Iran Unveils Memorial Honouring Jewish Heroes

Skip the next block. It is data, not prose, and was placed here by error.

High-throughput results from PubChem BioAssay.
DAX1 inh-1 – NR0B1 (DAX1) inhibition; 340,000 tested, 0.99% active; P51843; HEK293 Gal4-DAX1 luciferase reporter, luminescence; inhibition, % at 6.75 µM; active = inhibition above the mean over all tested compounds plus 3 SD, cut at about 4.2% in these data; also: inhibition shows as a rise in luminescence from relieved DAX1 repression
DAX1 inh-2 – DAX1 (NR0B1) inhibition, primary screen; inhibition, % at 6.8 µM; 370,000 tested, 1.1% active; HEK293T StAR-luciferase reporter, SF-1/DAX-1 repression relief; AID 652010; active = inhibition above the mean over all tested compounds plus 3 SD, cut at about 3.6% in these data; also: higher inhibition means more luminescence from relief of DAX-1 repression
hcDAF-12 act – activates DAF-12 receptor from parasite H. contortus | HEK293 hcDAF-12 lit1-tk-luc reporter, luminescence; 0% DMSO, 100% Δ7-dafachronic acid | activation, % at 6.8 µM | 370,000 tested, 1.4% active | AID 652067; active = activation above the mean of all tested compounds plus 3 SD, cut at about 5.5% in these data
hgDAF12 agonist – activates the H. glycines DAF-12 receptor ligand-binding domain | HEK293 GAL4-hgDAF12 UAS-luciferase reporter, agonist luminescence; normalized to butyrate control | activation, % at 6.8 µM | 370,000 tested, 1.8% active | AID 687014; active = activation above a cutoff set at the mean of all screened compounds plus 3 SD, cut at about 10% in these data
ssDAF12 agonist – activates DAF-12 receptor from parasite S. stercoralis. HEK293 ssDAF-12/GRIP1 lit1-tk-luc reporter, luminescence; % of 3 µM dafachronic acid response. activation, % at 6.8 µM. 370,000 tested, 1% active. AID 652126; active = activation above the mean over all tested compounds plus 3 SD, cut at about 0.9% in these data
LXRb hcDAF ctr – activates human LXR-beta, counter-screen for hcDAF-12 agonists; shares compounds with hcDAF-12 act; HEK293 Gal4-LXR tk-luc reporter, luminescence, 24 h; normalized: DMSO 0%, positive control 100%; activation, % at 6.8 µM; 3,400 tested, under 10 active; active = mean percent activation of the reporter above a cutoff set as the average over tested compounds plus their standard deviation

Tehran: Authorities in Tehran unveiled a monument to slain Iranian Jewish soldiers who died during the country’s long and bitter war with Iraq between 1980 and 1988. Photos of the ceremony published by Iran’s IRNA news agency showed Iranian officials and members of the Jewish community praying together and placing wreaths on the graves of the soldiers, who were hailed as “martyrs.” A public ceremony marked the memorial’s opening on December 15, with speeches that took place at a dais flanked by the Iranian flag and a menorah. Banners showed the images of fallen soldiers, hailed as “martyrs” in Farsi and Hebrew inscriptions, Washington Post reported. Iran has the Middle East’s second-largest population of Jews, with around 25,000 living there today, mostly in Tehran, Isfahan, and the southern city of Shiraz. Before a mass exodus following the 1979 Islamic Revolution, Jews numbered over 100,000 in the country. There are dozens of active synagogues across Iran that attract large gatherings and Jews, like some other minorities, are guaranteed a fixed number of seats in parliament. Scott Lucas, an Iran specialist at Birmingham University in Britain and editor of the EA World View website, says the monument allows the Iranian government to uphold its claims that it accepts the country’s religious and ethnic minorities.